Work on Finn Harps’ new €6m stadium set to resume this year
Donegal club has its first home game back in the Premier Division against Dundalk
Work on “Donegal Stadium”. It will not just be for Finn Harps, but for the wider football family in the county
Finn Harps have been given a major boost as they prepare to begin their 50th season in the League of Ireland. Work on their new €6 million stadium is set to finally resume this year, and officials are upbeat about a new era for the Donegal club.
Antiquated Finn Park has long been one of the most rundown stadiums in the league, and it is clearly inadequate with only 300 seats and limited facilities. It falls far short of what is required for top-flight soccer – Harps’ first home game back in the Premier Division is against double-winners Dundalk on February 22nd – but the club has been given a derogation from the FAI as it is in the process of developing its new ground.
Paul McLoone, the former chief executive of North-West Tourism who is spearheading the stadium project team, said he was confident they would move into their new home in Stranorlar – less than a mile across the river Finn from Finn Park in Ballybofey – in 2021.
Speaking at a pre-season launch, McLoone said they hoped to complete the work within 24 months, and stressed that “Donegal Stadium” as it will be known will not just be for Finn Harps, but for the wider football family in the county.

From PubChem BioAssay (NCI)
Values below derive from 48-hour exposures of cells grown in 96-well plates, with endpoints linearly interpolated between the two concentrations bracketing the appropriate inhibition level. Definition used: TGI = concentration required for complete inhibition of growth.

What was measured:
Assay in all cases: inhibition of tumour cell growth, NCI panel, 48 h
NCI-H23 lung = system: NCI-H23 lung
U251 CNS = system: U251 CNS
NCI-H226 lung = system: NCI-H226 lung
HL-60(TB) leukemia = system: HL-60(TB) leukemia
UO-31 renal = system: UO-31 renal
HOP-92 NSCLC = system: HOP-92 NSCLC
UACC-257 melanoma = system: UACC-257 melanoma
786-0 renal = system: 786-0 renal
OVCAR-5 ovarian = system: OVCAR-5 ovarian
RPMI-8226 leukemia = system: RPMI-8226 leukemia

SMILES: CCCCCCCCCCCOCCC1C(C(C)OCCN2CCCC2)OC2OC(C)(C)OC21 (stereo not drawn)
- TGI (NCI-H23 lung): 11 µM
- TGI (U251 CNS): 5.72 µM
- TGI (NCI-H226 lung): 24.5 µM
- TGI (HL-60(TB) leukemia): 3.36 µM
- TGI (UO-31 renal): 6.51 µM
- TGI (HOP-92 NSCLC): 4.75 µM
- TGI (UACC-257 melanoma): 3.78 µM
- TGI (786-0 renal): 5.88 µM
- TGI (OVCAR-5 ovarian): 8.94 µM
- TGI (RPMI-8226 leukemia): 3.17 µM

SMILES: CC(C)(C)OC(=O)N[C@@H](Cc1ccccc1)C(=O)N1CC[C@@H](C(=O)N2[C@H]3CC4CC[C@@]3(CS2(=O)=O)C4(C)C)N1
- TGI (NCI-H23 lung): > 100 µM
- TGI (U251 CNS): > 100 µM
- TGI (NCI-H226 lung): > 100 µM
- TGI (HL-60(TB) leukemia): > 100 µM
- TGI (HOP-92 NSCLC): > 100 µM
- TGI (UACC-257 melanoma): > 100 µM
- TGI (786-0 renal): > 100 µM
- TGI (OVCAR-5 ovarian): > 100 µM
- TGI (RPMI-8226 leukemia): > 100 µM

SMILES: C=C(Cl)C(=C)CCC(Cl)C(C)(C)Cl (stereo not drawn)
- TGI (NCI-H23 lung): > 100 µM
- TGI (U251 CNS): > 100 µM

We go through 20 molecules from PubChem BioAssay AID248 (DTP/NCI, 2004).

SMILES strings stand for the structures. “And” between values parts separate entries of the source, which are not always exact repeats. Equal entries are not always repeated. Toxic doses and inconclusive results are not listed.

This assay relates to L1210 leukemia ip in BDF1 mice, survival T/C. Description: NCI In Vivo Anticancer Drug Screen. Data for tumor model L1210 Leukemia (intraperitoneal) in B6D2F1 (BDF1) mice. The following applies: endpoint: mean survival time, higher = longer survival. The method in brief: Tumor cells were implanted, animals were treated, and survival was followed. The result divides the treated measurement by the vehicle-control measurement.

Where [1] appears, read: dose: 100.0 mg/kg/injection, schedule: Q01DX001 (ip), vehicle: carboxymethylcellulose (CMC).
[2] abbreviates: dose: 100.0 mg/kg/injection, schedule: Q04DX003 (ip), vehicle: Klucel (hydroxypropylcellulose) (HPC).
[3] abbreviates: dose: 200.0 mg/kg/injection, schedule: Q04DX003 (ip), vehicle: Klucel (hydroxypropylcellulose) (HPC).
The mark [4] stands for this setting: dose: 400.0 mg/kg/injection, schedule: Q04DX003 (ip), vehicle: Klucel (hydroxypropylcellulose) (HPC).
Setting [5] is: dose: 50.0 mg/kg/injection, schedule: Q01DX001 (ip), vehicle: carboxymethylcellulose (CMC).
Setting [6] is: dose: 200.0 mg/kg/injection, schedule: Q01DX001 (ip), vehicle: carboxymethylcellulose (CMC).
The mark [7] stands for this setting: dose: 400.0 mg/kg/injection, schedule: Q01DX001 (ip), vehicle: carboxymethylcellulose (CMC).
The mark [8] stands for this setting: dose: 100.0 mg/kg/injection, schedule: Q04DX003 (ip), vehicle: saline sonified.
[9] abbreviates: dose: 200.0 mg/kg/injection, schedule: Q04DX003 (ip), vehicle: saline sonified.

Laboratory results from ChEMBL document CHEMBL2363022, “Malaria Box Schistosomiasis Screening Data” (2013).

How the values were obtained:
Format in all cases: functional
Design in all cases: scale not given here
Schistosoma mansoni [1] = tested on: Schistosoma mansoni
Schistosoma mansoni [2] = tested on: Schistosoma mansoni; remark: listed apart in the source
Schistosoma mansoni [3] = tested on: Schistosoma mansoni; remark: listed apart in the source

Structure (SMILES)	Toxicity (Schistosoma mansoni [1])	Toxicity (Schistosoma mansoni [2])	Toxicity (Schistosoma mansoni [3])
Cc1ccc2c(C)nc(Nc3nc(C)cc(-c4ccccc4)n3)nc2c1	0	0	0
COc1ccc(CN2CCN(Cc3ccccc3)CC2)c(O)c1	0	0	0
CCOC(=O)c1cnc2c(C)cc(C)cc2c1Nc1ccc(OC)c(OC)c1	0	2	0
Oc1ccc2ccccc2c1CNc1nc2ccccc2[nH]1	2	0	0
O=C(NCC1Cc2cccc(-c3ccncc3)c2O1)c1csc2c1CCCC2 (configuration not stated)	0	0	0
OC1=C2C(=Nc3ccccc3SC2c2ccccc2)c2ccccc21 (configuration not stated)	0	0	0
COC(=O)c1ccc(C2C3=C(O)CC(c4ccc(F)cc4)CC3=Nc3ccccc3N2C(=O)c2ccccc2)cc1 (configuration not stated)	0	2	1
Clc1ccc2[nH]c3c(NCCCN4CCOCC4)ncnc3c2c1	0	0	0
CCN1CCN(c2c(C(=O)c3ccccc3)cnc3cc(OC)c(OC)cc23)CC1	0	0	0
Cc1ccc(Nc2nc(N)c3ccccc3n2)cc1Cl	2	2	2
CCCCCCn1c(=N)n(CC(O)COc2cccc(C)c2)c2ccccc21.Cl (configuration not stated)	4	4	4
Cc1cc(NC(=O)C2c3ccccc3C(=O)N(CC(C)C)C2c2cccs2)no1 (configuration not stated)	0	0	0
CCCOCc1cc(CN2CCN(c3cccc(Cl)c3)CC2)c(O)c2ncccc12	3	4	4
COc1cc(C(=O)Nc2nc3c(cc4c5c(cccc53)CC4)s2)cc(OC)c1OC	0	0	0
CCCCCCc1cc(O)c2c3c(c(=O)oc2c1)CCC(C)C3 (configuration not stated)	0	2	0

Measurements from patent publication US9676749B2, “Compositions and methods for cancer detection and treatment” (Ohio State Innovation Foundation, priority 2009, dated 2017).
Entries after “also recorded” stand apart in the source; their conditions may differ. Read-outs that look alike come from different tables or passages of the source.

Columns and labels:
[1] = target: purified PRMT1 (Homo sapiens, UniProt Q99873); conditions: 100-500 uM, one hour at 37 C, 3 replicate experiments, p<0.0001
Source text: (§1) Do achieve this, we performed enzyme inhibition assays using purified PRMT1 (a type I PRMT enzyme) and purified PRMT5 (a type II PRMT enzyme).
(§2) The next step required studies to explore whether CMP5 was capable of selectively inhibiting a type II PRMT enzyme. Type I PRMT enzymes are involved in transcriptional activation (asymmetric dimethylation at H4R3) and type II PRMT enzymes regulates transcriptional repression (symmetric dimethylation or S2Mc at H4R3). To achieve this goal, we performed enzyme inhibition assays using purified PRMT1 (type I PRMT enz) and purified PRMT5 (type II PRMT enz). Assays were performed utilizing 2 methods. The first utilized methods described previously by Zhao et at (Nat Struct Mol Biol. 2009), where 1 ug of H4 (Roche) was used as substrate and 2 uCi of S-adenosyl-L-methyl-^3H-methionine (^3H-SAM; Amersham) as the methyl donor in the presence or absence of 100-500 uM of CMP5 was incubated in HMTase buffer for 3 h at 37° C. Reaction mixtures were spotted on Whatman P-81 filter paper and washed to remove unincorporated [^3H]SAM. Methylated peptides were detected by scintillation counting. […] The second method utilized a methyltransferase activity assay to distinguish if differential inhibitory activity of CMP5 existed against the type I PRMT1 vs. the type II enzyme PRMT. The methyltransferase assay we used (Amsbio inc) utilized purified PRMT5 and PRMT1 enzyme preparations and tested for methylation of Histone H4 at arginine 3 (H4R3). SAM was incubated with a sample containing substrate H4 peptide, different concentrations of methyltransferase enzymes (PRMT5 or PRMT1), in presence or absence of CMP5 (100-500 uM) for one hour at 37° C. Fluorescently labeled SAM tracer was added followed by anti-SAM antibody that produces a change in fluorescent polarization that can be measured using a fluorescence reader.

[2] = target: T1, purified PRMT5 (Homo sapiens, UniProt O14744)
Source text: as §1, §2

Phase one will see the completion of the main stand with 1,900 seats, changing rooms and offices, the laying of a new pitch and the installation of floodlights.
The club has also signed a deal to lease adjoining land, and will develop three more pitches.
The second phase will see a stand being built with 1,700 seats, and this will be followed by the development of terracing for 900 spectators at either end. The total capacity will be 5,400, down from the original planned 6,600 capacity.
The club believes it is a “sleeping giant”, and has the potential to be one of the best-supported teams in the country. When Harps last got promoted a sell-out 4,400 crowd packed into Finn Park for their Premier Division opener against Derry City in 2016.
The first sod for the new stadium was turned in 2008, but the end of the Celtic Tiger and legal and financial issues hampered progress. McLoone acknowledged it has been “an extremely complex project”.
Last July, the Department of Sport announced a €304,000 grant towards the relaunch, the redrawing of plans, and fees towards the restart of the stadium build. The rest of the project will be funded through Government and FAI grants, as well as matching funding from the club.
The club sees the new stadium as a catalyst to propel it into a new era. Aside from first-team affairs, the club has set up an academy, and has teams in the FAI’s national underage leagues. Last year its under-17 side won the league and Mark Farren Cup.
The club’s schools programme has involved 6,800 boys and girls playing football.